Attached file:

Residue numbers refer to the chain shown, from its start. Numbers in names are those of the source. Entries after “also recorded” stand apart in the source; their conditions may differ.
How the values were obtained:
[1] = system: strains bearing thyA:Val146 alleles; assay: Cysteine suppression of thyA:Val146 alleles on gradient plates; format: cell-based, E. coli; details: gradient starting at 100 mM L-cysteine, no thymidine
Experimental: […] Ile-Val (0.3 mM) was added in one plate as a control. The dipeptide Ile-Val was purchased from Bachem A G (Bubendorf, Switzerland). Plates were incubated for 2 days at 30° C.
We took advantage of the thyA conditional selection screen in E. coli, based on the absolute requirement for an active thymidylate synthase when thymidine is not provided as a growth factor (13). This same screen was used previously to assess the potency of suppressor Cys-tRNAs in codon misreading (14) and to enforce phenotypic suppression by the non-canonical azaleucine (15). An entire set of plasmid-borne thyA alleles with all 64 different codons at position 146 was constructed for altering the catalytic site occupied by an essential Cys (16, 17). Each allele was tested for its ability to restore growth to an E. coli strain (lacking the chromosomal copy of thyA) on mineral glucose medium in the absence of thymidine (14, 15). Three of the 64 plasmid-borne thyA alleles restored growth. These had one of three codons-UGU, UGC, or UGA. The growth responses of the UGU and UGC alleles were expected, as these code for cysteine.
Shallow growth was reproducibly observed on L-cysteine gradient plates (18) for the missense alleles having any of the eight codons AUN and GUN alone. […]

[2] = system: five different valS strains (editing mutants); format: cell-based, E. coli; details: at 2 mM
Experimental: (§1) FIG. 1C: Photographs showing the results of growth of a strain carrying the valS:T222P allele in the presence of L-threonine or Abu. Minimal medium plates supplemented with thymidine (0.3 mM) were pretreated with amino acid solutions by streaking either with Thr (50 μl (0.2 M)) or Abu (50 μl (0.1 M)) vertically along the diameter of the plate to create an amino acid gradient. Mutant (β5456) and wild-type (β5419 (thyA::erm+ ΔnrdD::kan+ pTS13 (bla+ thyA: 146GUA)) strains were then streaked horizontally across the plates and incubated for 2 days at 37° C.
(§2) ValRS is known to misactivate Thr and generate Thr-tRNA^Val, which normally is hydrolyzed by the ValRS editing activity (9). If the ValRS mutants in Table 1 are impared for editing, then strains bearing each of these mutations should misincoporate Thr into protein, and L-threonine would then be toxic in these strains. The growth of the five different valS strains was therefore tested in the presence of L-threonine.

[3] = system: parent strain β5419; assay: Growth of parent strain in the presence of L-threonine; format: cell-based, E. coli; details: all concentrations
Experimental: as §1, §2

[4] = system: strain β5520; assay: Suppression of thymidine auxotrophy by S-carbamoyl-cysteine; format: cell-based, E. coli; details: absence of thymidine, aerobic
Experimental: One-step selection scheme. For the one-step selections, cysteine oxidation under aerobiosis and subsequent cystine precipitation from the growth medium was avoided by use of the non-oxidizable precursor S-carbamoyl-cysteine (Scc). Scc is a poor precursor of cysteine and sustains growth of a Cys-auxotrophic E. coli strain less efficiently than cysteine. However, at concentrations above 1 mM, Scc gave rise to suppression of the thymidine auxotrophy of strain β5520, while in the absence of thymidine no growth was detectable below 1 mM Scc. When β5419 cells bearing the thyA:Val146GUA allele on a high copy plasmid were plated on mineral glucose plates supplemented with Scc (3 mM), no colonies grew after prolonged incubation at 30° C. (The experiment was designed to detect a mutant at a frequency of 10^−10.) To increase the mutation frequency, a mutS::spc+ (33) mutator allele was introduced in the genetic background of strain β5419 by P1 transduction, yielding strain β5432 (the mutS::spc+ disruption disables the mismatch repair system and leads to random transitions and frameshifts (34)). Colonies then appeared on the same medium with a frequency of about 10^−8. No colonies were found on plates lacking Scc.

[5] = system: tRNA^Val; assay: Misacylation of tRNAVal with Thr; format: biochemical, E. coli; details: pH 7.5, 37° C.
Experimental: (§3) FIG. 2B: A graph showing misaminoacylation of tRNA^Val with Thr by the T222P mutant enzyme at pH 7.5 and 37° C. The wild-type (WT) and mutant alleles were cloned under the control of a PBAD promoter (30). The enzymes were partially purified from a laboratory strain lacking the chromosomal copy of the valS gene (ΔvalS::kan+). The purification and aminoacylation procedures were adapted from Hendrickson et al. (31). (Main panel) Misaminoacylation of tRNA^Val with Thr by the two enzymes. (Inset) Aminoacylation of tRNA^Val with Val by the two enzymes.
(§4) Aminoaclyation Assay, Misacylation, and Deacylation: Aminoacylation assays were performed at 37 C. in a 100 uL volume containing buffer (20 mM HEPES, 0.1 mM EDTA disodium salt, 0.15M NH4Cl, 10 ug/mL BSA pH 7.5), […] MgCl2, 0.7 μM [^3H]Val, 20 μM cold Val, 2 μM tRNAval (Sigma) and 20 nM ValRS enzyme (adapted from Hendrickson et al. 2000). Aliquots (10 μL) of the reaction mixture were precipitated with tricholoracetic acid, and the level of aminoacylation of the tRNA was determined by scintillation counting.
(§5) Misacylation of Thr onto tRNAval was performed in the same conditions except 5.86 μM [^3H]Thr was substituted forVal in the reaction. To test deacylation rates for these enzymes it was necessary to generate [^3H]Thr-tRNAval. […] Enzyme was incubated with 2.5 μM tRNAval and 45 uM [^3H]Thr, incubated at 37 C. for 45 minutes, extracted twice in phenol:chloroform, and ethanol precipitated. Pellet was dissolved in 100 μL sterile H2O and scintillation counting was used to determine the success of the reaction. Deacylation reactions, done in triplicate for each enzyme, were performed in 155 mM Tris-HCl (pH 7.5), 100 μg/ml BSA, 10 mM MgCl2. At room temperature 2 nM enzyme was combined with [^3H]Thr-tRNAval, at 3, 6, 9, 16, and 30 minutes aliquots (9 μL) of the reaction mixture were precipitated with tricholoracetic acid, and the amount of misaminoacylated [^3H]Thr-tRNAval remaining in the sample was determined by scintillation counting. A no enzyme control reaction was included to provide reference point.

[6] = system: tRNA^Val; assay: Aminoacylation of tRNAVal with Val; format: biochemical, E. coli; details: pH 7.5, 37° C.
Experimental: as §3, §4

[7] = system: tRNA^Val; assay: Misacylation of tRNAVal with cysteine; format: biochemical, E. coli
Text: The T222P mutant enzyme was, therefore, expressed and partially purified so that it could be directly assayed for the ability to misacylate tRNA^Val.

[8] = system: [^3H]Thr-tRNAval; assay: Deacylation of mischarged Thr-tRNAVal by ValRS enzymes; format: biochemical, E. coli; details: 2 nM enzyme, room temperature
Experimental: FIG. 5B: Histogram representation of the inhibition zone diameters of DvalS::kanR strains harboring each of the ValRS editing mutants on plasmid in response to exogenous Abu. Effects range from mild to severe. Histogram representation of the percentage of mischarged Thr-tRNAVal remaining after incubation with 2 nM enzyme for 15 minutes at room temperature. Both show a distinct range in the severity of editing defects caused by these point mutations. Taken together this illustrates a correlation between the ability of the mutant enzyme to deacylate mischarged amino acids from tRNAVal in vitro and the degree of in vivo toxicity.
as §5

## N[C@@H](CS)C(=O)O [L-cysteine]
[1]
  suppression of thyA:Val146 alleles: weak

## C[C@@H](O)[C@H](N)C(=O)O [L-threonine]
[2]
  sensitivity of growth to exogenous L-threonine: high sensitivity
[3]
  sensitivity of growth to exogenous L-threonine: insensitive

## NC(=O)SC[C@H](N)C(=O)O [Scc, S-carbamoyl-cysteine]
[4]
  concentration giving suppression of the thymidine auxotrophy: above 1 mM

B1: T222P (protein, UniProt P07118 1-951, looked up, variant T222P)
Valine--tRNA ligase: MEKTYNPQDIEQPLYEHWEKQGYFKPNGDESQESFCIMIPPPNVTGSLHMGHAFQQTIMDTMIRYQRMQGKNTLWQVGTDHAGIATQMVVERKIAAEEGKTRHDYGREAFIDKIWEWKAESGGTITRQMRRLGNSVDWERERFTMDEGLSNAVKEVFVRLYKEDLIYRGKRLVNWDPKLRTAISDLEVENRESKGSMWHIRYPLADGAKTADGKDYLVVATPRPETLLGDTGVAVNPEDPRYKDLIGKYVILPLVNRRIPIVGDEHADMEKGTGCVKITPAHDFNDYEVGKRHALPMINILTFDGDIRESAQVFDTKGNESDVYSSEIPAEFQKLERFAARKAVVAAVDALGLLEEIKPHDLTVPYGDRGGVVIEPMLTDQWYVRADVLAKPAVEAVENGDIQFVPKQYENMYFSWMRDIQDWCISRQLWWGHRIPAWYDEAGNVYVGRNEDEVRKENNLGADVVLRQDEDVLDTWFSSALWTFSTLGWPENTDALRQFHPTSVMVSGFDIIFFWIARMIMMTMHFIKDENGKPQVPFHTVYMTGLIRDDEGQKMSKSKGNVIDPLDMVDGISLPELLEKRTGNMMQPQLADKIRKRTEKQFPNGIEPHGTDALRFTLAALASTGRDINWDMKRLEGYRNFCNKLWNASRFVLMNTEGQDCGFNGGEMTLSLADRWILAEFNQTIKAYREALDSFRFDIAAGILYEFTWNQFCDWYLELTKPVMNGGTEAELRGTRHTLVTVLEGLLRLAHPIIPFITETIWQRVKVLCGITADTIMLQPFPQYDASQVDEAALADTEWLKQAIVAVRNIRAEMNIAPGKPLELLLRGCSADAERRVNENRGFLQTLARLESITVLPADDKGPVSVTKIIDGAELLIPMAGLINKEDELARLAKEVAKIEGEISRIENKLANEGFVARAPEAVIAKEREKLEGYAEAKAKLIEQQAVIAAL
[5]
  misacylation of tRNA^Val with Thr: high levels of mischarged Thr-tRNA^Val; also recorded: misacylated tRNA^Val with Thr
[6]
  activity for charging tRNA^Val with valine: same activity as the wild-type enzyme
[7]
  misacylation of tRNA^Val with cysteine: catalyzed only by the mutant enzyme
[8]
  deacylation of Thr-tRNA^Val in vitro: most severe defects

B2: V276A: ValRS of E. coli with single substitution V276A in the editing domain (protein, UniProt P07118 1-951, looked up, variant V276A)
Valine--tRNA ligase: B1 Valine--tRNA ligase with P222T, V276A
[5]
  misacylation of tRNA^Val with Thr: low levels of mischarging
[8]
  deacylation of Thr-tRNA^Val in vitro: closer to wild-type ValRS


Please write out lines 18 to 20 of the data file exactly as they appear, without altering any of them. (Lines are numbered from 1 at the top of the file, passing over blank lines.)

[6] = system: tRNA^Val; assay: Aminoacylation of tRNAVal with Val; format: biochemical, E. coli; details: pH 7.5, 37° C.
Experimental: as §3, §4

[7] = system: tRNA^Val; assay: Misacylation of tRNAVal with cysteine; format: biochemical, E. coli